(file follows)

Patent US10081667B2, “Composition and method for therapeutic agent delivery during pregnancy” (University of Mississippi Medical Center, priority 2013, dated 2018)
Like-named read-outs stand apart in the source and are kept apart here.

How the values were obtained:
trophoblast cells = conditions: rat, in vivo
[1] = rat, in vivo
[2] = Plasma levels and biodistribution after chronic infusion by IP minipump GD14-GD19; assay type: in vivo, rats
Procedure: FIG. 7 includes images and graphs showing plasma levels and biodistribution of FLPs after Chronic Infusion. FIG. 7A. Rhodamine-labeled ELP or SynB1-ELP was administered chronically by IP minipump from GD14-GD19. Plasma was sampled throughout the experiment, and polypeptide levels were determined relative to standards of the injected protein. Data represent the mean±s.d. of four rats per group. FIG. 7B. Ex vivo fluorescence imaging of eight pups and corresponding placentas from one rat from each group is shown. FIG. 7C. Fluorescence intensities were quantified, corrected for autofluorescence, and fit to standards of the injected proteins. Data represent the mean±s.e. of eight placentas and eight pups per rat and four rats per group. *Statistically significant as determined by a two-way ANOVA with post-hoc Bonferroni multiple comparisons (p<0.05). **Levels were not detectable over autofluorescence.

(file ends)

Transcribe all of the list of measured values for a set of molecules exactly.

Patent US10081667B2, “Composition and method for therapeutic agent delivery during pregnancy” (University of Mississippi Medical Center, priority 2013, dated 2018)
Like-named read-outs stand apart in the source and are kept apart here.

How the values were obtained:
trophoblast cells = conditions: rat, in vivo
[1] = rat, in vivo
[2] = Plasma levels and biodistribution after chronic infusion by IP minipump GD14-GD19; assay type: in vivo, rats
Procedure: FIG. 7 includes images and graphs showing plasma levels and biodistribution of FLPs after Chronic Infusion. FIG. 7A. Rhodamine-labeled ELP or SynB1-ELP was administered chronically by IP minipump from GD14-GD19. Plasma was sampled throughout the experiment, and polypeptide levels were determined relative to standards of the injected protein. Data represent the mean±s.d. of four rats per group. FIG. 7B. Ex vivo fluorescence imaging of eight pups and corresponding placentas from one rat from each group is shown. FIG. 7C. Fluorescence intensities were quantified, corrected for autofluorescence, and fit to standards of the injected proteins. Data represent the mean±s.e. of eight placentas and eight pups per rat and four rats per group. *Statistically significant as determined by a two-way ANOVA with post-hoc Bonferroni multiple comparisons (p<0.05). **Levels were not detectable over autofluorescence.